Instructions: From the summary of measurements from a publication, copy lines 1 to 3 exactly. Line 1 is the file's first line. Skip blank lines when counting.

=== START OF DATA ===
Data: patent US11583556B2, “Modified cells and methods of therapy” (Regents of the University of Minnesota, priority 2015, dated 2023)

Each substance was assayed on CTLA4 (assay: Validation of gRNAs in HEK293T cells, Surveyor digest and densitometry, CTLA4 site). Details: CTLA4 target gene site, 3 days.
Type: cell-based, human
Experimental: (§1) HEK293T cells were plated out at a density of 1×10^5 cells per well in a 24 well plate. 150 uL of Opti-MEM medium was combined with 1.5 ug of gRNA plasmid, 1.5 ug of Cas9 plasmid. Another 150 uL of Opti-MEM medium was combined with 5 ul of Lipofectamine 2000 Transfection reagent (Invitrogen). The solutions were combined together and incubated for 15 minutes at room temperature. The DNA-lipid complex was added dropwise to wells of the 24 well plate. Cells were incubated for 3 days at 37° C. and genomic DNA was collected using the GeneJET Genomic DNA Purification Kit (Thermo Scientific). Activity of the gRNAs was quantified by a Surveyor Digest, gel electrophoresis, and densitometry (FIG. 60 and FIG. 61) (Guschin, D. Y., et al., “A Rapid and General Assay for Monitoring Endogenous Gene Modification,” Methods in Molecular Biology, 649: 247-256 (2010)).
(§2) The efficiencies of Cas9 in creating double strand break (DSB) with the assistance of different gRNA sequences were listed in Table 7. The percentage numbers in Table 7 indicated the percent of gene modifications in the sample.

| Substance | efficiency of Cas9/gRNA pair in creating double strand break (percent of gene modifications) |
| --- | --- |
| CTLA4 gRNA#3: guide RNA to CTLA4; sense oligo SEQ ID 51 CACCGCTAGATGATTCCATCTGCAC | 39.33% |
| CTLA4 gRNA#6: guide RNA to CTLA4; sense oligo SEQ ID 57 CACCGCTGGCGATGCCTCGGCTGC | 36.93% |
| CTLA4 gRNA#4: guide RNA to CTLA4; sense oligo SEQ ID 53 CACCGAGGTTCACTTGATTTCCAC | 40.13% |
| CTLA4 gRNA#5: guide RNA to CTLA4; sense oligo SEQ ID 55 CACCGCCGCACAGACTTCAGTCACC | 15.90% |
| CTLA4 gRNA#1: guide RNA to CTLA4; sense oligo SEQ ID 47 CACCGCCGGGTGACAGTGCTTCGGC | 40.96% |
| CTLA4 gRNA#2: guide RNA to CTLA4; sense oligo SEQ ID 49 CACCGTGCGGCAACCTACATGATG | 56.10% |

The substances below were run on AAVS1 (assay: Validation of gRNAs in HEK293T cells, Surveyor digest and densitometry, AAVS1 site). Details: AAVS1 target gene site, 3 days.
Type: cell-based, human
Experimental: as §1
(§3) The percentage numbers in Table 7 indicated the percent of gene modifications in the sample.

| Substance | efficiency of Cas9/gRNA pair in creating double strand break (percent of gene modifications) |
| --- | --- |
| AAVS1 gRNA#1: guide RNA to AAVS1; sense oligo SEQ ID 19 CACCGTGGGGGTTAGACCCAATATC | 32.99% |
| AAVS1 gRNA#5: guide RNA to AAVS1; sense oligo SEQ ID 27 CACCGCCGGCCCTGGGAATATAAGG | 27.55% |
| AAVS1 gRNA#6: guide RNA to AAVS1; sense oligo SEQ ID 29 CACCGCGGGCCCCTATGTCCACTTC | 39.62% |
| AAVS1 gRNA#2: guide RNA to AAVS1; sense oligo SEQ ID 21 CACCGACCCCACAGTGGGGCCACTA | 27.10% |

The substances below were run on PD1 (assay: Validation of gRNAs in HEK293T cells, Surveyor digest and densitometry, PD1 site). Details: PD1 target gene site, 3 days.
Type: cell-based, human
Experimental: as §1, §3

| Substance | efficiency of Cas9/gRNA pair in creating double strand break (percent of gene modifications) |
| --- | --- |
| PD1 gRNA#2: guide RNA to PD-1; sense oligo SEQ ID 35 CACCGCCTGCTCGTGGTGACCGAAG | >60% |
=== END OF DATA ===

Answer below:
Data: patent US11583556B2, “Modified cells and methods of therapy” (Regents of the University of Minnesota, priority 2015, dated 2023)

Each substance was assayed on CTLA4 (assay: Validation of gRNAs in HEK293T cells, Surveyor digest and densitometry, CTLA4 site). Details: CTLA4 target gene site, 3 days.
Type: cell-based, human